Here’s why you get chapped, dry lips in winter

Chapped, dry lips in winter are a sure-fire sign that it’s getting too cold outside, and sometimes it can seem that no amount of lip balm can help. Well-hydrated lips look pink and full — a reflection of the fact that there is sufficient moisture within the covering layer of skin to keep the cells plumped up and avoid the appearance of surface cracks and fissures.

Compared to skin, our lips have a much thinner layer of cells called keratinocytes, making our lips especially vulnerable to dehydration. They also lack a layer of cells called the stratum corneum — which basically contains fatty molecules such as ceramides, that help to protect against water loss.

It is estimated that the rate of water loss occurs three times faster from the lips than from other areas of the skin.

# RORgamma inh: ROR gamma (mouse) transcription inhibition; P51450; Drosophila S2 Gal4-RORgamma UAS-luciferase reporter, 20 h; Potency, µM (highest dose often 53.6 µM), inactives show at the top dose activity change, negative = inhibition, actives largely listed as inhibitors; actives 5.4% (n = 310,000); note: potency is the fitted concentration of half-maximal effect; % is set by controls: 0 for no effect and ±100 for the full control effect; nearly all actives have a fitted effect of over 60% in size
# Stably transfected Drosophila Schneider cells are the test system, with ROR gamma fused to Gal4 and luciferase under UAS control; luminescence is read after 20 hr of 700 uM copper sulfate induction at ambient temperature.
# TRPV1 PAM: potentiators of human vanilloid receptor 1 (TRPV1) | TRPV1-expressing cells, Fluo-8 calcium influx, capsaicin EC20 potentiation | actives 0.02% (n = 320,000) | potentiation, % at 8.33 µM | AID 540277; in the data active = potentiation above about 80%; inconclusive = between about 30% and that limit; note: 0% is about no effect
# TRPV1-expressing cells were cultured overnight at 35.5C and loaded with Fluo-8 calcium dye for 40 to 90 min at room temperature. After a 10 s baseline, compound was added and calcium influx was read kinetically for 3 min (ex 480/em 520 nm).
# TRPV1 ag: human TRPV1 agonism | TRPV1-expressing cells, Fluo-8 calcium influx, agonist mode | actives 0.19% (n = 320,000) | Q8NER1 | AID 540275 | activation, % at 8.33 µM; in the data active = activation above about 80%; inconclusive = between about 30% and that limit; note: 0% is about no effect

Cold weather provokes a local inflammatory response in the lips. This inflammation promotes moisture loss and leads to cell damage in the lips. In turn this makes the lips look scaly and chapped. Scaling and redness may also extend to the skin above and below the lips.

One of the best ways to prevent this is to create an artificial barrier with an emollient, which creates a protective barrier over the skin and traps in moisture. But not all lip balms are equal — and some do not contain emollients: look for ingredients like lanolin, shea butter and cocoa butter.


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